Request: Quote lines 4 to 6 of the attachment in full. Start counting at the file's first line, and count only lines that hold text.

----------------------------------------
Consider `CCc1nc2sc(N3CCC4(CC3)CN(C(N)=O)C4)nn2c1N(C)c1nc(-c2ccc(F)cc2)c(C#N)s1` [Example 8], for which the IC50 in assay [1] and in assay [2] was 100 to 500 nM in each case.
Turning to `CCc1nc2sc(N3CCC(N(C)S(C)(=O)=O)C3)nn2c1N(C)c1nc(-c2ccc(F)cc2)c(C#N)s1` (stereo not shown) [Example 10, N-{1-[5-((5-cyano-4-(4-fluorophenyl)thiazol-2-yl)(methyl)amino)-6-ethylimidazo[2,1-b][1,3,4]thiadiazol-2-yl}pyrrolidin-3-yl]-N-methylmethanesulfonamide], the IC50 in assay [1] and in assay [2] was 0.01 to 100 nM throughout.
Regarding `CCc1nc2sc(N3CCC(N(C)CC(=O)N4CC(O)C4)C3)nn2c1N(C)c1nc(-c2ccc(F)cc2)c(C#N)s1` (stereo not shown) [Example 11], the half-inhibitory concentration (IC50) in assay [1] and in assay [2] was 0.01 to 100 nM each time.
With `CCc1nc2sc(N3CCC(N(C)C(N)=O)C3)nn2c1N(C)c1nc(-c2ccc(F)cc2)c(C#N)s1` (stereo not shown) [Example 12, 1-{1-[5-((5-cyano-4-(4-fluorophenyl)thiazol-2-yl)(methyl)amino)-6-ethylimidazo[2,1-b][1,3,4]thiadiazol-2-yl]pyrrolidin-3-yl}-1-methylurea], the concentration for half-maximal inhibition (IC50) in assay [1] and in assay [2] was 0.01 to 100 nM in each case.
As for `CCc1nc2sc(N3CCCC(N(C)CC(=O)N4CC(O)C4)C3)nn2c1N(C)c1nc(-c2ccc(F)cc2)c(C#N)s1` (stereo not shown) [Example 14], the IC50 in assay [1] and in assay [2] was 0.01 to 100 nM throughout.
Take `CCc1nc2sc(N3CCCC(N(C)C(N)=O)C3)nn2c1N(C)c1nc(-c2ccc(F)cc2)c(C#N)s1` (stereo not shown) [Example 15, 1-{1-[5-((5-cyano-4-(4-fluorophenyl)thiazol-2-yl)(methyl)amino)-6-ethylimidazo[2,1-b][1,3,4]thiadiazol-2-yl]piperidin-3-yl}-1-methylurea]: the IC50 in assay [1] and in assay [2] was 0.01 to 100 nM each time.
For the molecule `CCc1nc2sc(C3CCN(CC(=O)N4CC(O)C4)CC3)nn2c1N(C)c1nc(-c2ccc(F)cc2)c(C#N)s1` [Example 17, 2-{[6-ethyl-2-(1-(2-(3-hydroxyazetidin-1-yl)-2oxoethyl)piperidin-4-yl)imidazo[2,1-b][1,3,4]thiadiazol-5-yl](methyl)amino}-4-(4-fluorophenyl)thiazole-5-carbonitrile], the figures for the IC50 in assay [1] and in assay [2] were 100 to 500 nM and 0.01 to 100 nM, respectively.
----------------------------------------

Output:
With `CCc1nc2sc(N3CCC(N(C)C(N)=O)C3)nn2c1N(C)c1nc(-c2ccc(F)cc2)c(C#N)s1` (stereo not shown) [Example 12, 1-{1-[5-((5-cyano-4-(4-fluorophenyl)thiazol-2-yl)(methyl)amino)-6-ethylimidazo[2,1-b][1,3,4]thiadiazol-2-yl]pyrrolidin-3-yl}-1-methylurea], the concentration for half-maximal inhibition (IC50) in assay [1] and in assay [2] was 0.01 to 100 nM in each case.
As for `CCc1nc2sc(N3CCCC(N(C)CC(=O)N4CC(O)C4)C3)nn2c1N(C)c1nc(-c2ccc(F)cc2)c(C#N)s1` (stereo not shown) [Example 14], the IC50 in assay [1] and in assay [2] was 0.01 to 100 nM throughout.
Take `CCc1nc2sc(N3CCCC(N(C)C(N)=O)C3)nn2c1N(C)c1nc(-c2ccc(F)cc2)c(C#N)s1` (stereo not shown) [Example 15, 1-{1-[5-((5-cyano-4-(4-fluorophenyl)thiazol-2-yl)(methyl)amino)-6-ethylimidazo[2,1-b][1,3,4]thiadiazol-2-yl]piperidin-3-yl}-1-methylurea]: the IC50 in assay [1] and in assay [2] was 0.01 to 100 nM each time.